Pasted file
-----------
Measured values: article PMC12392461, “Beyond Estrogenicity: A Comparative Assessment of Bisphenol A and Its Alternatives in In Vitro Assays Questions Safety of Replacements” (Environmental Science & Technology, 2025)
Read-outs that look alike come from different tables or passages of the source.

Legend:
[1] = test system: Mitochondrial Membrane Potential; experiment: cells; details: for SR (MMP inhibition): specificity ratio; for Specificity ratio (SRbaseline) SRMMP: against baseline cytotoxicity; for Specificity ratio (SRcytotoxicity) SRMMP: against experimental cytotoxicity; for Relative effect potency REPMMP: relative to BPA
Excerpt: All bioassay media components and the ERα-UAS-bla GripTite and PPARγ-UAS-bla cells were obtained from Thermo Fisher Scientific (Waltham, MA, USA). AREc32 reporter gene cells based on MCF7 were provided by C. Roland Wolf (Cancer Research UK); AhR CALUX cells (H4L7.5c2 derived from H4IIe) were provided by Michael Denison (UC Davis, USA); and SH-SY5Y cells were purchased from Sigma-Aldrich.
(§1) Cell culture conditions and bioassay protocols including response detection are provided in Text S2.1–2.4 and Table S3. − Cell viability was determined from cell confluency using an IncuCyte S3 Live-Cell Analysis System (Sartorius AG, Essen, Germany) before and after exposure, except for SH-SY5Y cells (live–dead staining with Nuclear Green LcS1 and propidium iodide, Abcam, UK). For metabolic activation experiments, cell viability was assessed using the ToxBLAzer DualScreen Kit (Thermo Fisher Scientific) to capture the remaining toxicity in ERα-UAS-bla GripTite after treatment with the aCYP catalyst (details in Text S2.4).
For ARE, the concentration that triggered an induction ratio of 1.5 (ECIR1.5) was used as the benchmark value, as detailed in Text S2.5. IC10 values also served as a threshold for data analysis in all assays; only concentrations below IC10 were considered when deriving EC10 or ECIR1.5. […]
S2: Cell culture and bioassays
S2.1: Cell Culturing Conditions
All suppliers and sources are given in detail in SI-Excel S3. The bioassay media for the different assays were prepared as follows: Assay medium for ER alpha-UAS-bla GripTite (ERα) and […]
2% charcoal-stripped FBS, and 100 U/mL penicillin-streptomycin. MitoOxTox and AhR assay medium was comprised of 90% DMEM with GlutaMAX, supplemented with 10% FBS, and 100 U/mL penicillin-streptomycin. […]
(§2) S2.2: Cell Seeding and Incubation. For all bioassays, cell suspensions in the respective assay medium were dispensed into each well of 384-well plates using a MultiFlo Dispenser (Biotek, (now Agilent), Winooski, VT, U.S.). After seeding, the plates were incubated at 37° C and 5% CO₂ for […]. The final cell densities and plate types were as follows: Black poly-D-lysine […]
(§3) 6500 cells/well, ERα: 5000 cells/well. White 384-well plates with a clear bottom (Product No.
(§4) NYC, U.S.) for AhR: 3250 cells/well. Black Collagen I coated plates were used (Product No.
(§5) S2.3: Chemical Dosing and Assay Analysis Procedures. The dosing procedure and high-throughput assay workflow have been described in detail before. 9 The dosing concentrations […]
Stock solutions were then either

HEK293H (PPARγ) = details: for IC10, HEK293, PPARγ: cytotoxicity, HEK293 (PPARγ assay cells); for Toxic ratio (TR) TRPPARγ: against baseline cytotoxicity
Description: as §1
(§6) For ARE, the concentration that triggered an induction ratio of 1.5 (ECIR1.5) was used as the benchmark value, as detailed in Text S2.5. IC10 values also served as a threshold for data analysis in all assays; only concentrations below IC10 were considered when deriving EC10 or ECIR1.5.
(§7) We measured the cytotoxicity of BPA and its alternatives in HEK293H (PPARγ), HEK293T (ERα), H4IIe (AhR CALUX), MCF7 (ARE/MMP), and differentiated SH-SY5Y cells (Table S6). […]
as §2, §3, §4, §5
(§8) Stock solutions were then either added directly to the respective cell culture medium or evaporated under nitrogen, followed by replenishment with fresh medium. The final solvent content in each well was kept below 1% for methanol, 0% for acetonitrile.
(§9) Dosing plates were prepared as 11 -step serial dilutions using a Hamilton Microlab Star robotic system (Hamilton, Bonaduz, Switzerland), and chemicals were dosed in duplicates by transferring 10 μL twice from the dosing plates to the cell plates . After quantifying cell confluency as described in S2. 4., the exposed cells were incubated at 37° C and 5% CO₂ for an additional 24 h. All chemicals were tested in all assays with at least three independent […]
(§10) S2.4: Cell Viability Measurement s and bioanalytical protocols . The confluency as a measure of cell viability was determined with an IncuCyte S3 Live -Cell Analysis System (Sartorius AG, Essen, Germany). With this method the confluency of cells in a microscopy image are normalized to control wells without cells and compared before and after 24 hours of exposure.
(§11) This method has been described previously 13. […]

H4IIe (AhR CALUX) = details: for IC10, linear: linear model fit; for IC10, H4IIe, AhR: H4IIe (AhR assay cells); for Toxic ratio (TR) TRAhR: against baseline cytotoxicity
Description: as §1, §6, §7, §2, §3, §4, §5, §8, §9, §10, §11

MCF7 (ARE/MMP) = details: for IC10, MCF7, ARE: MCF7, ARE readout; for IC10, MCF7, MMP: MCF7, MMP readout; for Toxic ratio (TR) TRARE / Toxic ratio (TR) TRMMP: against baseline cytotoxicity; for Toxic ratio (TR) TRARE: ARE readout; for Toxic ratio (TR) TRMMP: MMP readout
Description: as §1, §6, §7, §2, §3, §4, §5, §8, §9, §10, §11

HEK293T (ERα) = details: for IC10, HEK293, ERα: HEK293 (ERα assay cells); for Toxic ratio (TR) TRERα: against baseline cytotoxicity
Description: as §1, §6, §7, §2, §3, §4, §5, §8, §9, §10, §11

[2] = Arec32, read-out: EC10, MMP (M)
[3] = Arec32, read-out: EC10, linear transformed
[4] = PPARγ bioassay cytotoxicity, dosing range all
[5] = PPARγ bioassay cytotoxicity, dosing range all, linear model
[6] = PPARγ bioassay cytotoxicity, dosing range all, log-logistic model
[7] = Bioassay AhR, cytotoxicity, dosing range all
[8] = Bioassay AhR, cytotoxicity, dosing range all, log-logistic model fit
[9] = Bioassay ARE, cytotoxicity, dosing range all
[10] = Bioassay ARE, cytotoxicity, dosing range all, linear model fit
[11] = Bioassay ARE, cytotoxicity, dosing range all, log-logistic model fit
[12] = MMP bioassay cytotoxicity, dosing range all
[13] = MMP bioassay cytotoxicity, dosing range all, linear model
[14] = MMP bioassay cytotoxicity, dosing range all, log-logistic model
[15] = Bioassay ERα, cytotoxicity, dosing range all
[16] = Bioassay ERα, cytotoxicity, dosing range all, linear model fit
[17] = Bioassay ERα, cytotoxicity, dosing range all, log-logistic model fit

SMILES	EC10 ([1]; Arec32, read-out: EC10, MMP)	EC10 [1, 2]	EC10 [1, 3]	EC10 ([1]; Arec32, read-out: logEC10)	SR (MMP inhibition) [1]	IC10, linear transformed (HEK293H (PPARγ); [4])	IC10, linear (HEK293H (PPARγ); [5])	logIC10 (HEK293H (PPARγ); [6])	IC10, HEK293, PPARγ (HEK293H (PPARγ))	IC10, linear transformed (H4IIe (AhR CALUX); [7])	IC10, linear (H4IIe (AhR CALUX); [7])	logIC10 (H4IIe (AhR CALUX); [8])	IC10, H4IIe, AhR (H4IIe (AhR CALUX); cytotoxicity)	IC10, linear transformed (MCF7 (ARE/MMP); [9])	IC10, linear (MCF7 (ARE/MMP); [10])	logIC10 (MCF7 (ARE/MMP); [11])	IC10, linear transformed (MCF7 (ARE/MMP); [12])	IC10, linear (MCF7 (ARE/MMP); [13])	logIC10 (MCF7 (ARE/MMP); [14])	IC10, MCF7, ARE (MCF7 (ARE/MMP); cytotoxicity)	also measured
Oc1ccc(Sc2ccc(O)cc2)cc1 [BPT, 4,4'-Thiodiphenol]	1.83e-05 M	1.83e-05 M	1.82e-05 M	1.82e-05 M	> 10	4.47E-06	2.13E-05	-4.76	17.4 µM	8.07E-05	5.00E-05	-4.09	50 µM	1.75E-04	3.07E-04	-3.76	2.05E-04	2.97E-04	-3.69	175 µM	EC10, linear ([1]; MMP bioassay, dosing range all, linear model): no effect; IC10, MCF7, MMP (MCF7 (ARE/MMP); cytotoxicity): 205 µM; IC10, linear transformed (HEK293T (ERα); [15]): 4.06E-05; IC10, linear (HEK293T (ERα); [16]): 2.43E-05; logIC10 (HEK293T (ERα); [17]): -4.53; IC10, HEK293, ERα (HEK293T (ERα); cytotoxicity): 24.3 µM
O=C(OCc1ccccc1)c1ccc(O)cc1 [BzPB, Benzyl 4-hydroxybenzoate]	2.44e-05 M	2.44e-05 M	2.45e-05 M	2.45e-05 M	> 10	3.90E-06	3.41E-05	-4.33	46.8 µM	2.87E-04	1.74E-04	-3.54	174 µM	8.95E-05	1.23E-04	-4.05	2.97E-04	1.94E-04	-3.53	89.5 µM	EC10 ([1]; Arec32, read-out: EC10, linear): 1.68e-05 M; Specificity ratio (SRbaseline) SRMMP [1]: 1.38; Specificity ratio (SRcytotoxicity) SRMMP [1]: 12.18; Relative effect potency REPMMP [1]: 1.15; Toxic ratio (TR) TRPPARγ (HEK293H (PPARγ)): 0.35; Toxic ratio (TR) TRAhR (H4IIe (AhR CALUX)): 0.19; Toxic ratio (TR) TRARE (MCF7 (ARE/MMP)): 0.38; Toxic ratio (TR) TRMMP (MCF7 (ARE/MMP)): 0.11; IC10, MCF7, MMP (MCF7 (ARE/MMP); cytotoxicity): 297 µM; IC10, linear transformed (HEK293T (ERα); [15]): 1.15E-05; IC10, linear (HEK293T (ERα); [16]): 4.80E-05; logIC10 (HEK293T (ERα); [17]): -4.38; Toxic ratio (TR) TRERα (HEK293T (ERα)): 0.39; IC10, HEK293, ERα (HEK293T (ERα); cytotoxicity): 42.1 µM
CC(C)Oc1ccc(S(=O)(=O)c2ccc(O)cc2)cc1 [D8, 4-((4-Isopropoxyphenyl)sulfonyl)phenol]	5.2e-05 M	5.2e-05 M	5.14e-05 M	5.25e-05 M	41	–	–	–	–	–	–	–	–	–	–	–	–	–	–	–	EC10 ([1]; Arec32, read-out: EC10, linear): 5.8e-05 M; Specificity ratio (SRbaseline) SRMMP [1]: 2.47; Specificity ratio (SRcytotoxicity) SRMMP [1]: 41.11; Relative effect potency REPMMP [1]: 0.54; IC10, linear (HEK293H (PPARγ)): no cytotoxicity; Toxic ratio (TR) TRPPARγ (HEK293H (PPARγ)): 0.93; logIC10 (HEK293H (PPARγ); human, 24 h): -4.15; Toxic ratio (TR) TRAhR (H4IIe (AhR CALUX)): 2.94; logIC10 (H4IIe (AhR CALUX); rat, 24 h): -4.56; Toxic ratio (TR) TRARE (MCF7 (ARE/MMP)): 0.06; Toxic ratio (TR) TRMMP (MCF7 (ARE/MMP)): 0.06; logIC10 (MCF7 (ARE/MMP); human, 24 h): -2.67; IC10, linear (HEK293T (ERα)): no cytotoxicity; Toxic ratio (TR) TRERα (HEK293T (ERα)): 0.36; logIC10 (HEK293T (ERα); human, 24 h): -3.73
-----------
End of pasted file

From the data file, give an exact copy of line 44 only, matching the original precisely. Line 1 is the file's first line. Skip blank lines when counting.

[14] = MMP bioassay cytotoxicity, dosing range all, log-logistic model